In the usual fork-type lift truck, the forks are raised by a vertically extensible lift mast arrangement located at the forward end of the truck. The forks are placed beneath a load, are initially raised a limited amount for transportation purposes, and are thereafter raised to a desired elevation for depositing the load on a stack, shelf or the like. Such a mast arrangement usually includes a rearwardly disposed support assembly having at least one pair of upright channular beams, a forwardly disposed carriage assembly mounted by a plurality of rollers for rolling engagement longitudinally within the beams, and a motor or lifting device to cause relative vertical dispacement therebetween. Exemplifying the prior art in this area are the following U.S. Pat. Nos.:

2,759,562 issued to B. I. Ulinski on Aug. 21, 1956.

3,213,967 issued to R. Hastings, Jr et al. on Oct. 26, 1965.

3,556,247 issued to A. Shinoda et al. on Jan. 19, 1971.

3,768,595 issued to W. H. Kelley, Jr. on Oct. 30, 1973.

For the most part, the aforementioned lift mast constructions have experienced distortion of the channular beams due to the loading of the rollers under typically adverse circumstances and severe flaking of the beams by the rollers after extended service due to high contact stresses. A considerable portion of these problems is caused by offset loads on the forks which tends to cock or rotate the carriage assembly relative to the channular beams which guides it. To solve this, many arrangements of rollers have been adopted, including the addition of side thrust rollers which serve to transmit lateral forces and to relieve the longitudinally oriented rollers of this function. Upper and lower pairs of guide rollers, as well as another intermediately elevational spaced pair of guide rollers are being used with separate side thrust rollers disposed in various locations in the limited space often found in these lift masts.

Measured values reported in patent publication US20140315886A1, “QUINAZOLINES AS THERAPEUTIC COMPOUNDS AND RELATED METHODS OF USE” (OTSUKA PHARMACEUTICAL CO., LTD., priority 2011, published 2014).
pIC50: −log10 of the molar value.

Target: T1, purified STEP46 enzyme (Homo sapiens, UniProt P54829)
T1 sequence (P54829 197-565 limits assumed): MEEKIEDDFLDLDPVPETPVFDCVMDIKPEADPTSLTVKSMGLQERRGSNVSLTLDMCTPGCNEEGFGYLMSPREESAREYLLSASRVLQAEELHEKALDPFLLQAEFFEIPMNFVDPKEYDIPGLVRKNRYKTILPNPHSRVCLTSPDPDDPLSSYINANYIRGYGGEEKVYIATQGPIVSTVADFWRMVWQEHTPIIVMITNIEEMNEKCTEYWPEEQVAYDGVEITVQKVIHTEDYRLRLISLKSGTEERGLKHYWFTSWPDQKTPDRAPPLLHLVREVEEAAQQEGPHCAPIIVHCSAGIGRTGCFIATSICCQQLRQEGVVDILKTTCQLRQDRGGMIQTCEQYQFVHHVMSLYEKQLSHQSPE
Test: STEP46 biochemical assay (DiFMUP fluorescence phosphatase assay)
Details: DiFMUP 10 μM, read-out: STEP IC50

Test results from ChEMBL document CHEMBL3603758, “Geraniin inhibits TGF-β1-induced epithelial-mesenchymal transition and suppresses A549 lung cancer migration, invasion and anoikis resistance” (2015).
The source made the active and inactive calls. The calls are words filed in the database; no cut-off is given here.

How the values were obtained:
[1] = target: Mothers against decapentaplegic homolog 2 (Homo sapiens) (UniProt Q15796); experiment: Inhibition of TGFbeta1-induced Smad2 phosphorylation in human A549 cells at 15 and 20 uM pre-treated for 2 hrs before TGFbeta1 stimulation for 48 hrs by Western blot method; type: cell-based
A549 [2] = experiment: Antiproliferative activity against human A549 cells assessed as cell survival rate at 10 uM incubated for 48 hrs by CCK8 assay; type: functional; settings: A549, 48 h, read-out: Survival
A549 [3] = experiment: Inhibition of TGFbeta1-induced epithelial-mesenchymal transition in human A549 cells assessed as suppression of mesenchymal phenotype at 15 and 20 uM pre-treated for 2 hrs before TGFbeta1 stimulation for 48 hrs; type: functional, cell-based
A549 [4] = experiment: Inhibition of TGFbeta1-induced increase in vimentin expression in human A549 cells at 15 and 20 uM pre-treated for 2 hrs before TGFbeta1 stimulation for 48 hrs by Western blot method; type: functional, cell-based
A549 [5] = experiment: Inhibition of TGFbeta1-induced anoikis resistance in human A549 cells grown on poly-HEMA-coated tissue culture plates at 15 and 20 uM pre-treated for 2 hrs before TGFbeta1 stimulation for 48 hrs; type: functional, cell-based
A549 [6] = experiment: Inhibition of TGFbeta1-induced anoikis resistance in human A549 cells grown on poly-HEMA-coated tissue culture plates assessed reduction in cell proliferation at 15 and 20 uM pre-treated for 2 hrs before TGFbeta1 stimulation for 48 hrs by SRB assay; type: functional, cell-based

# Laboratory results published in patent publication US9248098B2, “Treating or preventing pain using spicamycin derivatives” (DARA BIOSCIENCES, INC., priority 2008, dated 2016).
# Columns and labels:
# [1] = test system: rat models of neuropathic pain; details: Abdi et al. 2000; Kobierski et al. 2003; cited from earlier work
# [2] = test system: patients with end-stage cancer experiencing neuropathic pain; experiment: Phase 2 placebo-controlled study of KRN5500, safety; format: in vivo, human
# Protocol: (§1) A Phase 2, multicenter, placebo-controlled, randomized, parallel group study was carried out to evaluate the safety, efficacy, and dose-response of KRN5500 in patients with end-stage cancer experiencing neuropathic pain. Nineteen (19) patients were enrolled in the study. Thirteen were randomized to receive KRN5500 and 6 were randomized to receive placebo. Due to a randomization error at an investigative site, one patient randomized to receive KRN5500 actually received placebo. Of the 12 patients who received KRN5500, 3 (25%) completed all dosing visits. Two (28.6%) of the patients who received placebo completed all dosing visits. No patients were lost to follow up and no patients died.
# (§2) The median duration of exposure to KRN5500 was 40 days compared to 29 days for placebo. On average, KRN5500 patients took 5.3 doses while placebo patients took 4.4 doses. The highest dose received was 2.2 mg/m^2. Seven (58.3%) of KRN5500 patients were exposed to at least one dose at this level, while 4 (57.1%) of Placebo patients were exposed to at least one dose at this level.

More recently, canted rollers have been commercially introduced on lift mast carriage arrangements whereby the upper rollers are canted to contact the inside corner angles adjacent the front rail surfaces and webs of the channular beams and the lower rollers are oppositely canted to contact the corner angles adjacent the rear surfaces of the channular beams. In this way it is possible to omit one or two pairs of side thrust rollers in certain lift masts. However, the roller engaging surfaces of the beams then experience a reduced wear life because the canted guide rollers do not transmit direct in-line forces. Moreover, the service life of the canted guide rollers is reduced over straight guide rollers because more side thrust is absorbed thereby.

It is to be appreciated that it is difficult to accurately and positively adjust the position of the usual longitudinally oriented rollers and the position of the side thrust rollers in order to distribute the loads evenly and to stabilize the carriage assembly as it is positioned in the channular beams. Moreover, this adjustment problem becomes more complex when canted guide rollers are used, and the accurate shimming and manufacturing thereof is considerably more expensive to undertake.

Still another major factor relates to the advantages associated with a six roller carriage assembly, wherein the carriage assembly can advantageously be elevated beyond that of a four roller assembly because the upper pair of rollers are allowed to travel upwardly beyond the extremities of the channular beams. This complicates the roller arrangement at the upper portion of the carriage assembly since both longitudinal and transverse guiding must still be retained.

Another factor involves the tendency of certain side thrust roller arrangements to laterally spread the beams, so that it is further considered to be desirable to transmit offset loads on the carriage assembly solely into one of the beams.

SUMMARY AND OBJECTS OF THE INVENTION

Accordingly, an object of the invention is to provide an improved lift mast carriage mounting arrangement having a plurality of rollers thereon which are so positioned and arranged as to more effectively transfer both longitudinal and transverse forces on the carriage assembly into the guiding channular beams.

Another object of the invention is to provide such a roller and carriage mounting arrangement which will better resist distortion of the channular beams by transferring offset loads on the carriage assembly to a single one of the beams.